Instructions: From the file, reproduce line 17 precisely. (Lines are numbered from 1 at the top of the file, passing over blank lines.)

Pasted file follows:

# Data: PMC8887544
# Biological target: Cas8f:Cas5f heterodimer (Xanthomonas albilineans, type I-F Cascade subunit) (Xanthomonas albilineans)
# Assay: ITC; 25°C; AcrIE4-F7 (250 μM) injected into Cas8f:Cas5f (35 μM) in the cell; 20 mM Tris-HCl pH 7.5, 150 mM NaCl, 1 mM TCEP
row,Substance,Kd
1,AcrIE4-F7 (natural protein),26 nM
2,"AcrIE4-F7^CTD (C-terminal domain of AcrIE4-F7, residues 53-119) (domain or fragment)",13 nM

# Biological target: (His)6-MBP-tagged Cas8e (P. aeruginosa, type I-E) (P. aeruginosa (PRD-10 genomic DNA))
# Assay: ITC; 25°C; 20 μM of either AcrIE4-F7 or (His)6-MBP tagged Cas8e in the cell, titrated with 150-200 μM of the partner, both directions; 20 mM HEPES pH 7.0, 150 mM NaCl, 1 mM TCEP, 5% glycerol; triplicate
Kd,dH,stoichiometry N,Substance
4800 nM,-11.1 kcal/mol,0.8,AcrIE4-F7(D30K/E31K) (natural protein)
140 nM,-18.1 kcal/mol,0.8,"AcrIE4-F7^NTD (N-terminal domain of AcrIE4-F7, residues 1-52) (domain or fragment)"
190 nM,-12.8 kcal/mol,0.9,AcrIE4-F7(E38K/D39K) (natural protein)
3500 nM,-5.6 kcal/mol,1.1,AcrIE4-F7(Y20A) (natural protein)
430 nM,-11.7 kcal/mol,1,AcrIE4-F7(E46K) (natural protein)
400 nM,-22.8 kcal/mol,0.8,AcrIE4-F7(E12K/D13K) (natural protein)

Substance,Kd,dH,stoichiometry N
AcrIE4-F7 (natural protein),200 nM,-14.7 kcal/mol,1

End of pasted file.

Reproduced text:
AcrIE4-F7 (natural protein),200 nM,-14.7 kcal/mol,1